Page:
Feeding Families

Creating a Supportive Feeding Environment

Key points:

  • We can’t make our children eat anything but we can support them in developing healthy habits.
  • The way we feed our children is as important as what we feed them
  • Use language that helps support healthy eating behaviours.

The family feeding environment that surrounds a child has an enormous influence on establishing and promoting eating behaviours that will persist throughout life. A feeding environment that supports children to recognise and respond to their hunger and fullness cues will equip them with valuable skills to help them look after their bodies. Family routines and availability of healthy food is an important foundation for developing healthy eating habits. See Is my child a healthy weight? for further information about healthy family routines.

Creative,And,Healthy,Kids,Meal,,Cute,Trees,Made,Of,Fresh

Say what? Using language to support children in responding to their hunger and fullness

What we say about food and eating influences what and how much our children eat. Think about the words that could help a child take more notice of their hunger and fullness.

Phrases that hinder Phrases that help
Instead of... Try...
Eat your vegetables and you can have dessert. You can crunch the carrots.
Eat that for me or I will be mad. You can see what’s inside the snow peas.
If you sit quietly, I’ll give you a lolly. You can mash the potato with your fork.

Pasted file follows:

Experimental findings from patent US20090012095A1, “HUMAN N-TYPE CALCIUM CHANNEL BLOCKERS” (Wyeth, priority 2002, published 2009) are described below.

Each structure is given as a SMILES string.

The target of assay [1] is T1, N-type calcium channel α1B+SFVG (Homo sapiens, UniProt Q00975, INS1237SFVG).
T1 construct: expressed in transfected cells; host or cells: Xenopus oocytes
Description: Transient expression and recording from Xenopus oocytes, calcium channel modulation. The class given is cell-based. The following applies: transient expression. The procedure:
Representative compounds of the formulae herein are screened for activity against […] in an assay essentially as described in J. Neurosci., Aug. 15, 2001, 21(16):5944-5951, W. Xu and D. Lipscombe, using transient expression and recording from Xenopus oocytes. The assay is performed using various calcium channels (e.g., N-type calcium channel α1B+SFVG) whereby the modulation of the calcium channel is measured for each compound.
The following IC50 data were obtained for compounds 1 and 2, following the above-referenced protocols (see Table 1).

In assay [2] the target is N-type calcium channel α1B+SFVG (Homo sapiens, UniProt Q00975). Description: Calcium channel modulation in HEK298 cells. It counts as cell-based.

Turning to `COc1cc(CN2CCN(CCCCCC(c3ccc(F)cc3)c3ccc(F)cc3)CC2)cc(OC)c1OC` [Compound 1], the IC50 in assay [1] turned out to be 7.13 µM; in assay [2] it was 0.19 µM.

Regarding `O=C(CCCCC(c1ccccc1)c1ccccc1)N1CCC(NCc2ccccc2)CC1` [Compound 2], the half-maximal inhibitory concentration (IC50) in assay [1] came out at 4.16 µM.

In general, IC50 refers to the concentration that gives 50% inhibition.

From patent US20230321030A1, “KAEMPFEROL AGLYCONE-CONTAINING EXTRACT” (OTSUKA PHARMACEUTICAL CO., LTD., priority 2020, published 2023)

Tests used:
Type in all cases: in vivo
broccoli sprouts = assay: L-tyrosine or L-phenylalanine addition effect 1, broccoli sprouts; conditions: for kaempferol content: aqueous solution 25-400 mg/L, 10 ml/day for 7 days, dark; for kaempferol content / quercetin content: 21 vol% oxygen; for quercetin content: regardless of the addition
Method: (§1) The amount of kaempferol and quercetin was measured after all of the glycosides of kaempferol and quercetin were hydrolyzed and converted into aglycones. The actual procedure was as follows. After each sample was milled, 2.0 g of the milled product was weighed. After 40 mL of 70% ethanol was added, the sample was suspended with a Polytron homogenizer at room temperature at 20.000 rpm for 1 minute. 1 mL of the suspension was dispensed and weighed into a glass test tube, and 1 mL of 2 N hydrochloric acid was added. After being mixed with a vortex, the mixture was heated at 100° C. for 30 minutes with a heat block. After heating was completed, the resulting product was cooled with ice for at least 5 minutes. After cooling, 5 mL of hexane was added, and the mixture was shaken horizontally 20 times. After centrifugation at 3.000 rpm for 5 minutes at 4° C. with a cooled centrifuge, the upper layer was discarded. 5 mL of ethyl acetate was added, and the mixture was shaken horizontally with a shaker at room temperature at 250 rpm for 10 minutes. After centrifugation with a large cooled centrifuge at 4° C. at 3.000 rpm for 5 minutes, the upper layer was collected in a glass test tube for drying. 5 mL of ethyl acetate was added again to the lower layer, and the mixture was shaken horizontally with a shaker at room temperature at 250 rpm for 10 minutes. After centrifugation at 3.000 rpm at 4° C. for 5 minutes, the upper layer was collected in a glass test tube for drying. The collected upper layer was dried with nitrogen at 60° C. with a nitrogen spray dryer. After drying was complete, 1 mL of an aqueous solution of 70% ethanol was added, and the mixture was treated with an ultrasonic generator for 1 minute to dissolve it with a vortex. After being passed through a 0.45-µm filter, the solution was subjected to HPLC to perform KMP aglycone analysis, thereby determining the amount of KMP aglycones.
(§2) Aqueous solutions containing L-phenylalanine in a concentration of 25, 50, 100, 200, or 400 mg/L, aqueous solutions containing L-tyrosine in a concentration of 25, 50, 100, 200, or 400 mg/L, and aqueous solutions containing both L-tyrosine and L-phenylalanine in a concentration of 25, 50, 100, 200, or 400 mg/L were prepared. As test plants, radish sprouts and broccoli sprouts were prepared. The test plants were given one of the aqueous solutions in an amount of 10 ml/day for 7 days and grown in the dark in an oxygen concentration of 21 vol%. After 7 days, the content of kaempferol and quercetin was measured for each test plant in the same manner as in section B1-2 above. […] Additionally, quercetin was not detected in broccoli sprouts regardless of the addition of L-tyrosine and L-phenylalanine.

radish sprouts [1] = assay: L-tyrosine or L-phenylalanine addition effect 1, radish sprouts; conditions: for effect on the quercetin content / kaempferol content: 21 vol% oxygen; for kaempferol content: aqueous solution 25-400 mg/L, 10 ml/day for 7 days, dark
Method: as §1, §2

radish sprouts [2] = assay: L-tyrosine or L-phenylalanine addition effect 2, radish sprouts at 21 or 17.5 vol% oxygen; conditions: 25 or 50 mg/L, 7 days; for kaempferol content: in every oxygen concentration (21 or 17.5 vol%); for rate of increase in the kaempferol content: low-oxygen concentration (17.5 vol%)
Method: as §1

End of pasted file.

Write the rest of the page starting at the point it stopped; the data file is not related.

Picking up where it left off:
You won’t like that. You can hear the capsicum snap.
Phrases like these teach children to eat for reasons other than hunger (for approval or to get preferred foods) Phrases like these teach children to explore the sensory aspects of food without feeling pressure to eat.

But…. they won’t eat it!

You may think that offering food that your child doesn’t usually eat is wasteful and will result in a battle. However, simply the process of offering foods previously rejected sends some important messages - including that you believe they will eat it one day and that there is no ‘special’ meal for them. Offer small amounts and don’t pressure them to try it. You might be surprised. Plus, they definitely won’t learn to eat it if it’s not on their plate.

 

Language to help establish healthy eating behaviours

What we say about food and eating has a big influence on the way children eat, including how willing they are to try new, or less-preferred foods. Some of the things we say may not be teaching our children what we want them to learn. Think about the words you could use to help your child/children be more curious and adventurous with new foods.

For more information and tips for establishing healthy eating behaviours, see ‘Is my child a healthy weight?’

Would you like more support?

Click Get Support to provide your details to our Care Support Team who will match your needs with the appropriate level of support.

Further support

If you are concerned about your child’s food intake, eating behaviours, growth or nutrition-related health, contact a GP, paediatrician or Accredited Practising Dietitian who can provide a comprehensive assessment that considers your child’s medical history, eating patterns including mealtime experiences, physical activity and genetic factors.

Find an Accredited Practising Dietitian with experience in infant and child growth - https://dietitiansaustralia.org.au/find-an-apd/